Tag Archives: Jenny Boully

Jenny Boully goodness at AWP

I was first introduced to Jenny Boully’s not merely because of the unknown that was stalking toward them through a book club I joined with several other Naropa MFA students. We met over a “Peter Pan” themed potluck (a somewhat baffling concept; I brought ginger snap cookies, though I am still unsure if that was an appropriate choice), and what followed was one of our best book club conversations to date. There is so much about this text — the syntax, the format, the unnerving retelling of a story that once was so comforting — that inspires discussion and exchange. This is a book you want to talk about as soon as you finish reading it, which is why it seemed completely fitting for Brenna Lee to review it for our latest issue.

The most lingering topic of our book club conversation was Boully’s use of form, and how we as readers were meant to follow it. Each of us developed our own technique to navigate through the two narratives which press against each other throughout the entirety of the book. There did not seem to us to be a definitive “way” to read it, but we still wondered if we were missing Boully’s intention of direction.

Perhaps this is your chance to find out for me? This week, I remain in Boulder while many of you stalk toward that delicious Neverland that is the AWP Conference. All you lucky ducks in Chicago should check out one of Jenny Boully’s events, and if she happens to mention anything about the process or technique of reading this particular text, please report it back to me by leaving a comment below. And while you’re roaming around conference land, be sure to stop by the Bombay Gin table and snag a copy of our just-released issue. Happy AWP, lovely writers and readers. Can’t wait to hear all about it!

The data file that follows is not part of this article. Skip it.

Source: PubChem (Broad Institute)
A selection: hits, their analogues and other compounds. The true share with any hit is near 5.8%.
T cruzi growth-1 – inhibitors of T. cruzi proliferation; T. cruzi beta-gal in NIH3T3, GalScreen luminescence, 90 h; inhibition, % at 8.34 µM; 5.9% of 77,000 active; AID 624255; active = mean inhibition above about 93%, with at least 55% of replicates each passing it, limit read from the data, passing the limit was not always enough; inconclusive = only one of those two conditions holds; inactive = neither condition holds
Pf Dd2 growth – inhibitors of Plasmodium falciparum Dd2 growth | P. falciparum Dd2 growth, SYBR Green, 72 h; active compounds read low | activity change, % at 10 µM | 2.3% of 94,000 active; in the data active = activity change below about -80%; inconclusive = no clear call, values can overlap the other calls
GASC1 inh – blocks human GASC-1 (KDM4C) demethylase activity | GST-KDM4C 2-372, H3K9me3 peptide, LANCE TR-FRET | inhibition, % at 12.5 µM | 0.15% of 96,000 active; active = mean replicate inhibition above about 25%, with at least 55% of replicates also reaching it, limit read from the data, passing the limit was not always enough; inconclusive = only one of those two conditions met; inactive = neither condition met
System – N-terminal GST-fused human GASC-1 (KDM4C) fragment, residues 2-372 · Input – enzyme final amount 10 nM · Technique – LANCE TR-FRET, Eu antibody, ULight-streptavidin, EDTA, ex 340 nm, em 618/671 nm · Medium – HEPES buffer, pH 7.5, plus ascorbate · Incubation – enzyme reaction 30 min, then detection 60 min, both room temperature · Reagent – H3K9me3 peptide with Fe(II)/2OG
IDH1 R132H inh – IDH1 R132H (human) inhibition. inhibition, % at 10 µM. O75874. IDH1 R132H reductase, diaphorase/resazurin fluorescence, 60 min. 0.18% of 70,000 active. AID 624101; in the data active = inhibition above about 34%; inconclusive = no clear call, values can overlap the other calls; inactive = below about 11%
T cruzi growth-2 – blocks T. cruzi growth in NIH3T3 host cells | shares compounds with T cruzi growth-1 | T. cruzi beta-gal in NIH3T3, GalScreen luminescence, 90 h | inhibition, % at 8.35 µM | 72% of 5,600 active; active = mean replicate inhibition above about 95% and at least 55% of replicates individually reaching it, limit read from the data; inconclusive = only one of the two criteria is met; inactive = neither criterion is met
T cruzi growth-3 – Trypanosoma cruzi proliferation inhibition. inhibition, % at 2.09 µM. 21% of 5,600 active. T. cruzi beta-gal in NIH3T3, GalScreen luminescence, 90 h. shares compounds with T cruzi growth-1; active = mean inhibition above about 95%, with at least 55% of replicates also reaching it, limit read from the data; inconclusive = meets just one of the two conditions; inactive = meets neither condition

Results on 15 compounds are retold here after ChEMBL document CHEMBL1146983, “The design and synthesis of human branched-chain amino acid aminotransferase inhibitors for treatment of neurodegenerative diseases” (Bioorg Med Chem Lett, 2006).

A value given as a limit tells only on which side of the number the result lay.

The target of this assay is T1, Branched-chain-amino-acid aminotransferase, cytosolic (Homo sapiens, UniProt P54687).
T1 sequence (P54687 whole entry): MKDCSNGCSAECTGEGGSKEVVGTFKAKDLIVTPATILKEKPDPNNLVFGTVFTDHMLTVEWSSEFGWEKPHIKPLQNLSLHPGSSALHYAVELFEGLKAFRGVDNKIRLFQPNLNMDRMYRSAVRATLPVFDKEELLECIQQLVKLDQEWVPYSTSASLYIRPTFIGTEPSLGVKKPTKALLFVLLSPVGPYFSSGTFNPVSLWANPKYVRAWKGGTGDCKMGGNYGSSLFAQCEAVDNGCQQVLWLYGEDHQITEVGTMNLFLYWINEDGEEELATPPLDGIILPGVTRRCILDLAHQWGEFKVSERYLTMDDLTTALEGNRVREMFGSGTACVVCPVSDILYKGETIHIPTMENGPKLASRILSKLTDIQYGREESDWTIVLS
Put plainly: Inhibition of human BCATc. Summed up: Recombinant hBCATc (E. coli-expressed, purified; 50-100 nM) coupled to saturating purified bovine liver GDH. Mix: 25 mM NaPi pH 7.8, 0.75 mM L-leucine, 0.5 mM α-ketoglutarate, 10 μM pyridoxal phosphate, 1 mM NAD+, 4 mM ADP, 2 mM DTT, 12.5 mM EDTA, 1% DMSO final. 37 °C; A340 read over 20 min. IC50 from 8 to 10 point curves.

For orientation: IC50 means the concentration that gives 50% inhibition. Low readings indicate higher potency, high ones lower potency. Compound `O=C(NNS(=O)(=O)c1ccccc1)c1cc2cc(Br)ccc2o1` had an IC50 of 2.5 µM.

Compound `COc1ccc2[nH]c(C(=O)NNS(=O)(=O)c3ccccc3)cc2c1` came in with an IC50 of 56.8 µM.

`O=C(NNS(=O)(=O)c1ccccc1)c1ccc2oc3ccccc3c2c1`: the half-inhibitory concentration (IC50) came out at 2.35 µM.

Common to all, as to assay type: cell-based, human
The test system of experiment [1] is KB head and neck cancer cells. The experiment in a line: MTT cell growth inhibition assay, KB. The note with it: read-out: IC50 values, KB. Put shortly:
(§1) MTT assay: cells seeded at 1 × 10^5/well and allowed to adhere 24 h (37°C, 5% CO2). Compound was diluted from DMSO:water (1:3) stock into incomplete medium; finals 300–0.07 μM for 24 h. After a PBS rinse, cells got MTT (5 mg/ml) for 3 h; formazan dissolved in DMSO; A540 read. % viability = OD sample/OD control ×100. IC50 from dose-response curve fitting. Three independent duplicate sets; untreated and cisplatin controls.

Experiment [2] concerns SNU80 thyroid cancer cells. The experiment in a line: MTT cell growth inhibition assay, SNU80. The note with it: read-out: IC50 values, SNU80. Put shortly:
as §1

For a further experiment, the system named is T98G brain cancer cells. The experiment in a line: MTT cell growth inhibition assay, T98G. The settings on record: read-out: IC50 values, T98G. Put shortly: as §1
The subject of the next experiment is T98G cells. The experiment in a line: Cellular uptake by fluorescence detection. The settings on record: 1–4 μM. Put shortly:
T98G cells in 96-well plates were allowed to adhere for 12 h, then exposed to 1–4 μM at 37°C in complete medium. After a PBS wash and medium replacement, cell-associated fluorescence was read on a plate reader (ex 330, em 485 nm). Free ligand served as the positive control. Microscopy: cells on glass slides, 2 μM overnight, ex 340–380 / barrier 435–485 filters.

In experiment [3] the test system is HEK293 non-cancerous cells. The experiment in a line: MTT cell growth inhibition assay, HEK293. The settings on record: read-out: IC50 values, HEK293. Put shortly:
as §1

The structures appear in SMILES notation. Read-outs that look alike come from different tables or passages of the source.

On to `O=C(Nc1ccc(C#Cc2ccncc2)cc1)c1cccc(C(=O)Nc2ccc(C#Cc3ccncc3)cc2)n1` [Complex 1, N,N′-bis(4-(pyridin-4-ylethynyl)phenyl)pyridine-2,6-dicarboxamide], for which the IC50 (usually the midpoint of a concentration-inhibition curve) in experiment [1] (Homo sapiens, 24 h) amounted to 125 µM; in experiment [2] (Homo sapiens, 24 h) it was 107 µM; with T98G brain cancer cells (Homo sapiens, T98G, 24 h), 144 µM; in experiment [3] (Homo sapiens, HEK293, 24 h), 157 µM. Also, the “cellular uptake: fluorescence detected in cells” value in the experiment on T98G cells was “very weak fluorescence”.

Jade Lascelles

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Buy Books on Cyber Monday

As Editor-in-Chief, I have the pleasure of also editing Bombay Gin’s book review section. I have to admit that this is one of my favorite duties as editor. I get to work closely with reviewers, most of whom are JKS students writing their first reviews. The process tends to be long, but the payoff is quite satisfying: not only do JKS students get some publishing credit and the gratification of finishing a project, poets and writers also benefit by having their books reviewed.

In our next issue, you will find the following reviews, and, since you are very likely to cyber shop during work today, go ahead and buy these books. We can guarantee your money will be well spent:

Jenny Boully, Not Merely Because of the Unknown that was Stalking Toward Them, Reviewed by Brenna Lee

Gérard Gavarry, Making a Novel, Reviewed by Denise Kinsley

Kirsten Kaschock, Sleight: A Novel, Reviewed by Kristen Park

Omar Pérez, Did You Hear About the Fighting Cat?, Reviewed by Kelly Alsup

Margaret Randall, Ruins and First Laugh: Essays 2000-2009, Reviewed by Diana K. McLean

Kate Zambreno, Green Girl, Reviewed by Heather Goodrich

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